Exodus: Isaac Andrews, the 11-year-old schoolboy playing God in Ridley Scott's $200m biblical epic

English schoolboy stars alongside Christian Bale in Ridley Scott's epic Exodus

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When God speaks to Moses in Ridley Scott’s new $200m biblical epic Exodus, it will be through the voice of an 11 year-old English schoolboy.

Isaac Andrews follows in the footsteps of screen greats Morgan Freeman and John Huston when he appears as the deity in the 3D blockbuster, which Fox is banking on to become its big Christmas hit.

Christian Bale stars as Moses, the Old Testament prophet who rises up against the Egyptian Pharaoh Ramses and sets 600,000 Israelite slaves “on a monumental journey of escape from Egypt and its terrifying cycle of deadly plagues”.

Filmmakers have long wrestled with direct representations of God. Cecil B De Mille chose to have the deity issue his stone tablets to Moses as a burning bush, or in a stern off-screen booming voice, as in his 1956 epic The Ten Commandments.

At producer/director Ridley Scott’s suggestion, when God speaks directly to Moses in Exodus: Gods and Kings, it is through a young boy, Malak, (the Hebrew word for angel or messenger), who is played by Andrews, a London schoolboy.

The director said the potentially controversial decision allowed him to avoid depicting the Almighty as “voices from the rocks with thunderous clouds and lightning”.

Scott said: “Sacred texts give no specific depiction of God, so for centuries artists and filmmakers have had to choose their own visual depiction. Malak exudes innocence and purity, and those two qualities are extremely powerful.”

Andrews, who has only been acting for two years, is already building up an impressive blockbuster CV. He will next be seen in The Avengers: Age of Ultron and Alice In Wonderland: Through The Looking Glass, the 2016 sequel to Tim Burton’s 2010 fantasy film.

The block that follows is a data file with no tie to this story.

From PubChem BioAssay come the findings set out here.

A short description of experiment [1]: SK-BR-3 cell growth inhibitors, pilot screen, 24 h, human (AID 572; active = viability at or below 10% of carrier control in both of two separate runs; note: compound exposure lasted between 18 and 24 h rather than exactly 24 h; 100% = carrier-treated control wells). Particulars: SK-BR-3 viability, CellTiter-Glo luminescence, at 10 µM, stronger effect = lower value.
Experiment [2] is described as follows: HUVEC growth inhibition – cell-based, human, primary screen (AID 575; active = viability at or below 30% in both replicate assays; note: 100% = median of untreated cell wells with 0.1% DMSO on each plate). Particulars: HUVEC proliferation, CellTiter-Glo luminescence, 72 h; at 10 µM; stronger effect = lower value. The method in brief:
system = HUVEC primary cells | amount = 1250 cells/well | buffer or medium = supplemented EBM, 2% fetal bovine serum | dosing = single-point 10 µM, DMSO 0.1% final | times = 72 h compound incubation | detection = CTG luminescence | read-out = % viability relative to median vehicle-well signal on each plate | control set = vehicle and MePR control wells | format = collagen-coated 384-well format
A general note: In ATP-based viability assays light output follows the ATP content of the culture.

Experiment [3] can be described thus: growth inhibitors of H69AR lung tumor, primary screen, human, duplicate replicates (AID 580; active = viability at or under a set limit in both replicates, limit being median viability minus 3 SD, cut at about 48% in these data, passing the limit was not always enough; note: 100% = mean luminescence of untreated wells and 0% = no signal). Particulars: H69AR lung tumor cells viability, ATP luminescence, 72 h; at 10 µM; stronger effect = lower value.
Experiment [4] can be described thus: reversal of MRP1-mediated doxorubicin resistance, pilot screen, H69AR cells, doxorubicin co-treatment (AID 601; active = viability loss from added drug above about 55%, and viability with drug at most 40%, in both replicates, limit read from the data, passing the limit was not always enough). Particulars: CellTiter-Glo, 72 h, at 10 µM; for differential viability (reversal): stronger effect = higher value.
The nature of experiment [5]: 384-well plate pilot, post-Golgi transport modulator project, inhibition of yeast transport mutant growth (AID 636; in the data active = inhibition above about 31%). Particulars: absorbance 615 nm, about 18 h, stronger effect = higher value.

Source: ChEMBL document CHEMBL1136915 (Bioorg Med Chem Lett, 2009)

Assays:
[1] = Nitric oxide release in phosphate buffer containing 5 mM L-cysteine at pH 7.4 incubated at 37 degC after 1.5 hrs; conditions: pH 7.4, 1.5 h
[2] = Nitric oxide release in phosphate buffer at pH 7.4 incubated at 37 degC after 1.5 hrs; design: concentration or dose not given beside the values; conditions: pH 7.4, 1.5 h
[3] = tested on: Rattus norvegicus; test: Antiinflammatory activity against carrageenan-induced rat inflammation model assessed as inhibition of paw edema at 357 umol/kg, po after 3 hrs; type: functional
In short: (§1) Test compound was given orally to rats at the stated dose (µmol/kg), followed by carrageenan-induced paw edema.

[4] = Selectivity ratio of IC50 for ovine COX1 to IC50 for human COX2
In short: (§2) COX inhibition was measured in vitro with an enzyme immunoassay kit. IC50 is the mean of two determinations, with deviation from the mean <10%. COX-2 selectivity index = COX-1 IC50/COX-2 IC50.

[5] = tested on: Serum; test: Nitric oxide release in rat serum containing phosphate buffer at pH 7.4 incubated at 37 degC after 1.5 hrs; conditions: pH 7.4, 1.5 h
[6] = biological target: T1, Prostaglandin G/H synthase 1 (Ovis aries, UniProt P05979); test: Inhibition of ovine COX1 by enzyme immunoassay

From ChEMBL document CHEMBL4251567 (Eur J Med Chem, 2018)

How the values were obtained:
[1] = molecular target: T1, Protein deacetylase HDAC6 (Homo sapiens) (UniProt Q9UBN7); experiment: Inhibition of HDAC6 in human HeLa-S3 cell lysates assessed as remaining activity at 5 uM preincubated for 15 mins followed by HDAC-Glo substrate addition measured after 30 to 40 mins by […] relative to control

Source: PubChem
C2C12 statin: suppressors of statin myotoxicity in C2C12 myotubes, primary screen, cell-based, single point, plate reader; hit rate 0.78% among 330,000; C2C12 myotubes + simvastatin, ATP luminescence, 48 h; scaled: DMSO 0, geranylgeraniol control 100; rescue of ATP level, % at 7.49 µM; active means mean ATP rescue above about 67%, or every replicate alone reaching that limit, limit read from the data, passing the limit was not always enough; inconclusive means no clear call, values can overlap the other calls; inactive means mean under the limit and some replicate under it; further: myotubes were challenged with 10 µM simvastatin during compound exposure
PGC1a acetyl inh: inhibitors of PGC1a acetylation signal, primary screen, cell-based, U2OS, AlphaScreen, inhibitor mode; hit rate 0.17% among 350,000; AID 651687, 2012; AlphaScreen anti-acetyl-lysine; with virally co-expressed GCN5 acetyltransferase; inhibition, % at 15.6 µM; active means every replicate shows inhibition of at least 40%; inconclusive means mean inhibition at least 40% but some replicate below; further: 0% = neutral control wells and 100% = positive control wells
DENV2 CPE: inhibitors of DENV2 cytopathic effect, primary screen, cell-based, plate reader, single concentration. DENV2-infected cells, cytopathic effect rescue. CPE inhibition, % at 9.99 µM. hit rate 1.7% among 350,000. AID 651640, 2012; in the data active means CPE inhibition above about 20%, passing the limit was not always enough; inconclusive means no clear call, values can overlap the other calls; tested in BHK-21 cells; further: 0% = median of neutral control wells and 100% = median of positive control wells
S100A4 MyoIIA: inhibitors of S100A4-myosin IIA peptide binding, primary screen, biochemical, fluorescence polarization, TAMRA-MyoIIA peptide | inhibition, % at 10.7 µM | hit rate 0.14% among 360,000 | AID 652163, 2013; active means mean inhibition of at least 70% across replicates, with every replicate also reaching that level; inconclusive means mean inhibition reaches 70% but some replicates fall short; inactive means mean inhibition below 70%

He has also voiced roles in a number of Radio 4 plays and appeared in the film Hercules this year, and is busy rehearsing and attending school, his agents, Hamilton Hodell, said.

Rabbi David Baron, a Beverly Hills-based consultant on Exodus, defended the film’s “God-child”. He said: “They went off the biblical text, but the biblical text was very terse.” The Rabbi hoped the film would encourage its audience to re-engage with The Bible, adding: “You've never seen locusts swarming like they do in 3D.”

Joel Edgerton, John Turturro and Christian Bale in Exodus: Gods and Kings

Exodus follows Darren Aronofsky’s Noah, starring Russell Crowe, which solved the “God problem” by refusing to allow even a mention of the word “God”. The Genesis story was still criticised by Christian groups for turning Noah into an eco-warrior and banned in many Muslim countries for “contradicting the teachings of Islam.”

Scott, who describes himself as a religious “agnostic” believes his Exodus film cleaves closely to the biblical source. The director told Variety that he was attracted to the story of a reluctant hero, who only gradually comes to accept his prophesied destiny, and even then finds himself actively questioning God’s plans and his own role in them.

The Blade Runner director also found contemporary echoes, from the revolutions of the Arab Spring to the latest unrest in the Holy Land, in the story.

Scott also confirmed that Harrison Ford would return for a Blade Runner sequel, however he will only produce and not direct the film, which could being shooting in 2015.

Actors who dared to play God

John Huston: A vengeful voice of God in 1966 epic, The Bible, Huston demonstrated his own omnipotence by directing the epic and also starring as Noah.

Morgan Freeman: A more people-friendly, white-suited deity in Bruce Almighty (2003) where Freeman gives down-on-his-luck Jim Carrey’s TV reporter the powers he’s always dreamed of.

Alanis Morissette: Singer acts out her questing hit dressed in hippie robes in Kevin Smith’s provocative Dogma (1999), called “blasphemous” by some Christian groups.

George Burns: Religious groups picketed Oh, God!, a 1977 vehicle for comedian George Burns, who proves his existence to humans as a kindly old man with a miracle or two up his sleeve.

Val Kilmer: Uncredited voice of God in DreamWorks’ animated The Prince of Egypt (1998) to suggest the kind of voice we hear in our everyday lives rather than a larger-than-life deity.

Graham Chapman: Grumpy God descends from the clouds in Monty Python and the Holy Grail (1975), portrayed as a cut-out photograph of a bearded man with yellow eyes, wearing an elaborate crown.